Friday, May 15, 2009

Building Your Morale

In order to join the Down and Out Club you have to nominate yourself and second the motion.
Elbert Hubbard (19th Century philosopher)

How long does it take for someone to pinpoint your morale level whether low, medium or high? Answer: 3 to 5 seconds maximum! This analyst of your morale level can be a customer, co-worker, family member or someone you’ve just met. But who’s responsible for your morale level? It’s the person now reading this sentence. Yep! It’s an inside job. It’s you and no other.

So here are a few tips that will really raise your morale level even if it’s high now. It always can be higher.

1. One of the greatest morale builders available is to have a feeling of accomplishment on a daily basis. Flying supersonic fighters at almost twice the speed of sound, I eagerly signed up for numerous survival courses. If I ever ejected and landed in the wild I wanted to stay alive until someone found me even if it was a few days. In every course they drove this point home. If you don’t have a feeling of accomplishment, even in some small way, on a daily basis your morale will be your biggest problem. The same applies to the business world. Remember a few blogs back when I talked about “butt snappers?”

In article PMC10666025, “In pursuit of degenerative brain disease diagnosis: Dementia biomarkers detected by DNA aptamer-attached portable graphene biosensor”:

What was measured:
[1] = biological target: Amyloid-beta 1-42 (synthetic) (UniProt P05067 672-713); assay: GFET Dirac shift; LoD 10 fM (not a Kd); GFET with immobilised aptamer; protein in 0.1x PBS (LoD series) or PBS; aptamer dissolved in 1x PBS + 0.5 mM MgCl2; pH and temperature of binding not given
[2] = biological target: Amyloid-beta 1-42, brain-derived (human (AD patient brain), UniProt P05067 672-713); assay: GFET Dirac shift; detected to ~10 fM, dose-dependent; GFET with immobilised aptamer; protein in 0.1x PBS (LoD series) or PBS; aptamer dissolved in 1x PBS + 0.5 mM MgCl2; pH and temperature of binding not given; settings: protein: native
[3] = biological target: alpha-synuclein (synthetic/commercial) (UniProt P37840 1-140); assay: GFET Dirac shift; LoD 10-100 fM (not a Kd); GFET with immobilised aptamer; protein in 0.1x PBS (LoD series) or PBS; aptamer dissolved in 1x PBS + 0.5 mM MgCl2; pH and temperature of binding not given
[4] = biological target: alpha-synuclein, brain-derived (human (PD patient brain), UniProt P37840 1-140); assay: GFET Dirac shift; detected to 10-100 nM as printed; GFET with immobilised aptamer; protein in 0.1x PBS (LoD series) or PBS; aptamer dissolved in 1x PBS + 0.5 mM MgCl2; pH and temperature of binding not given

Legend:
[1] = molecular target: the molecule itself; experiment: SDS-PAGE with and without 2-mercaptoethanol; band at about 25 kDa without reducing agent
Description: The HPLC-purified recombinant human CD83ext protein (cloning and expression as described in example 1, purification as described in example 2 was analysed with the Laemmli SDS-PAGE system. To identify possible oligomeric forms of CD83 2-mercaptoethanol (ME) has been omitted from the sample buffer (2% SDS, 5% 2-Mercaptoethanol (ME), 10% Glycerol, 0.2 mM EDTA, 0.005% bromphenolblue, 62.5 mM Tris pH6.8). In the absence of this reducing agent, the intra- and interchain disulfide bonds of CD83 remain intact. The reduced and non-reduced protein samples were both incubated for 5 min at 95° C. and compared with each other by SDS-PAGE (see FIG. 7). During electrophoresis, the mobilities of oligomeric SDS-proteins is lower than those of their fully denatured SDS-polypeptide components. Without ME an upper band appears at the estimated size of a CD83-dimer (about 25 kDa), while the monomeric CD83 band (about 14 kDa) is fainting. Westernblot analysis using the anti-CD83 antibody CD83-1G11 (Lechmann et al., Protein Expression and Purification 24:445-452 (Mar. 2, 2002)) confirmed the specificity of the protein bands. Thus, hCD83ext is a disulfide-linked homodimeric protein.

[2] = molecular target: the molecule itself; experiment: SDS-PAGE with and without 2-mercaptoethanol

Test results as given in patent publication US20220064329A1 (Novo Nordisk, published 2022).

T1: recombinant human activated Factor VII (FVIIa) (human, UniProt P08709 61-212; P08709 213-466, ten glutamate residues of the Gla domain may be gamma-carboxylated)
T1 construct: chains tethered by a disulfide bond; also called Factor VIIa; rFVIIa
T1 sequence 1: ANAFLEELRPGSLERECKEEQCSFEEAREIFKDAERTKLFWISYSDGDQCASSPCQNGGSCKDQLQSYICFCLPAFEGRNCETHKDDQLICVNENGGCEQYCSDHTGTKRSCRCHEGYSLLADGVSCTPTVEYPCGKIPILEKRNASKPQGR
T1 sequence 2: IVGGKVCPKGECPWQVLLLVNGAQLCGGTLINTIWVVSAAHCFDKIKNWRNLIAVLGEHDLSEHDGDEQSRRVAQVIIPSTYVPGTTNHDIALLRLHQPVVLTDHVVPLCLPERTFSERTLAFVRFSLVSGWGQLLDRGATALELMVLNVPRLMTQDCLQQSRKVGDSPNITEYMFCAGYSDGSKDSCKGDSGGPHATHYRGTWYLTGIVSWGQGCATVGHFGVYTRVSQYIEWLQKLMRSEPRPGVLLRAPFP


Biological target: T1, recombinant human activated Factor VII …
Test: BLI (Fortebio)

2. Lay out a priority list of problems to be solved. In the Ozarks where I was raised, we said, “If you’ve got a frog to swallow, don’t look at it too long. If you’ve got more than one to swallow, swallow the biggest one first!” Also, they taste better fresh.

3. Find and talk to high morale achievers. They’ll be glad to know you admire them for their morale level and accomplishments. You’ll be inspired by the challenges they’ve overcome and the ones they’re currently working on.

4. Don’t inflate “mole hills into mountains” and stay away from those who do. Some can do that inflation by noon. Some can do it by 10:00 AM! Don’t walk away from negative people. Run! Back home we said it this way: “Don’t let the chickens roost over the well!!" that’ll ruin your drinkin’ water."

5. Have a confidant outside your industry with whom you can talk things over. Often in a friendly conversation with such a person, you explain, in simple terms, what challenge you’re experiencing at work. By reducing it to simple terms, don’t be surprised if that’s when you come up with the perfect answer.

6. Avoid physical and mental fatigue. Go for an occasional get-a-way, or a long walk in a park. Develop a hobby. This is when your mind and body refresh and you feel your morale elevate.

7. Laugh often and loud. Andrew Carnegie said, “I’ve found there is little success where there is little laughter.” Put a different way by humorist Fred Allen who said, “If you suppress laughter it goes to your hips and spreads.” I recommend that if you have had a bad day rent a very funny movie. Alfred Hitchcock’s favorite movie, which was not one he directed, was “Smokey and the Bandit.” I highly recommend it, too. A real knee slapper!

Please feel free to pass this along to others.

Higher up and farther on! The best is yet to be!


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